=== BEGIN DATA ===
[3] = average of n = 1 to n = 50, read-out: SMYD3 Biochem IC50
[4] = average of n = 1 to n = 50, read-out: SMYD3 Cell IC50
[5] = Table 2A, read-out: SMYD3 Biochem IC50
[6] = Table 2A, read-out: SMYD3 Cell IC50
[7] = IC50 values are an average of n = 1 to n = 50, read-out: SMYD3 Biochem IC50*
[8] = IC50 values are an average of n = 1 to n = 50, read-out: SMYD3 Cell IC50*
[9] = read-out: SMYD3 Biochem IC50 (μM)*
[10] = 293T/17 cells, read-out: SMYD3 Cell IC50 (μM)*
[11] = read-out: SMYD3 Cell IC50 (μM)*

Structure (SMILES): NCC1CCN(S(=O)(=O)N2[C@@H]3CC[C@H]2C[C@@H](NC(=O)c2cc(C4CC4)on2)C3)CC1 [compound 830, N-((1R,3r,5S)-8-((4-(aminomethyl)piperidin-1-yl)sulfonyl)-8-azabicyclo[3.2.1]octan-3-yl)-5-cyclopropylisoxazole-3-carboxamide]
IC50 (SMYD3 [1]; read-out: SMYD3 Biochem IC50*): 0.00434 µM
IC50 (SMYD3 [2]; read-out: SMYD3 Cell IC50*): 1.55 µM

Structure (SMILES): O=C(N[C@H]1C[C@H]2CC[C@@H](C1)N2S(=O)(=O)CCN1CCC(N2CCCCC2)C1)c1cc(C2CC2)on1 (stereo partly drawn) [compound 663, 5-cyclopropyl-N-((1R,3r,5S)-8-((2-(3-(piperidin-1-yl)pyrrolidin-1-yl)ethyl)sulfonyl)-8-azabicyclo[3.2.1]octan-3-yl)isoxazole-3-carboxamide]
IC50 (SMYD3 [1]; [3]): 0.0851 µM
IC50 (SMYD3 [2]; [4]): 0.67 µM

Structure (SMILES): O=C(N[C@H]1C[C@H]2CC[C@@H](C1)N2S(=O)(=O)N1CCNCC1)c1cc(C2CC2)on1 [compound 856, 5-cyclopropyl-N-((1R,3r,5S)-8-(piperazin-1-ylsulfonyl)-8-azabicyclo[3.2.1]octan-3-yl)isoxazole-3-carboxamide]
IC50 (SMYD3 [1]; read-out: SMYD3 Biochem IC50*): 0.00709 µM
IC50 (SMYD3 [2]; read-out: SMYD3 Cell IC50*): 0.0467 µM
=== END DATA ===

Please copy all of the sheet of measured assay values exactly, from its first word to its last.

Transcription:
[3] = average of n = 1 to n = 50, read-out: SMYD3 Biochem IC50
[4] = average of n = 1 to n = 50, read-out: SMYD3 Cell IC50
[5] = Table 2A, read-out: SMYD3 Biochem IC50
[6] = Table 2A, read-out: SMYD3 Cell IC50
[7] = IC50 values are an average of n = 1 to n = 50, read-out: SMYD3 Biochem IC50*
[8] = IC50 values are an average of n = 1 to n = 50, read-out: SMYD3 Cell IC50*
[9] = read-out: SMYD3 Biochem IC50 (μM)*
[10] = 293T/17 cells, read-out: SMYD3 Cell IC50 (μM)*
[11] = read-out: SMYD3 Cell IC50 (μM)*

Structure (SMILES): NCC1CCN(S(=O)(=O)N2[C@@H]3CC[C@H]2C[C@@H](NC(=O)c2cc(C4CC4)on2)C3)CC1 [compound 830, N-((1R,3r,5S)-8-((4-(aminomethyl)piperidin-1-yl)sulfonyl)-8-azabicyclo[3.2.1]octan-3-yl)-5-cyclopropylisoxazole-3-carboxamide]
IC50 (SMYD3 [1]; read-out: SMYD3 Biochem IC50*): 0.00434 µM
IC50 (SMYD3 [2]; read-out: SMYD3 Cell IC50*): 1.55 µM

Structure (SMILES): O=C(N[C@H]1C[C@H]2CC[C@@H](C1)N2S(=O)(=O)CCN1CCC(N2CCCCC2)C1)c1cc(C2CC2)on1 (stereo partly drawn) [compound 663, 5-cyclopropyl-N-((1R,3r,5S)-8-((2-(3-(piperidin-1-yl)pyrrolidin-1-yl)ethyl)sulfonyl)-8-azabicyclo[3.2.1]octan-3-yl)isoxazole-3-carboxamide]
IC50 (SMYD3 [1]; [3]): 0.0851 µM
IC50 (SMYD3 [2]; [4]): 0.67 µM

Structure (SMILES): O=C(N[C@H]1C[C@H]2CC[C@@H](C1)N2S(=O)(=O)N1CCNCC1)c1cc(C2CC2)on1 [compound 856, 5-cyclopropyl-N-((1R,3r,5S)-8-(piperazin-1-ylsulfonyl)-8-azabicyclo[3.2.1]octan-3-yl)isoxazole-3-carboxamide]
IC50 (SMYD3 [1]; read-out: SMYD3 Biochem IC50*): 0.00709 µM
IC50 (SMYD3 [2]; read-out: SMYD3 Cell IC50*): 0.0467 µM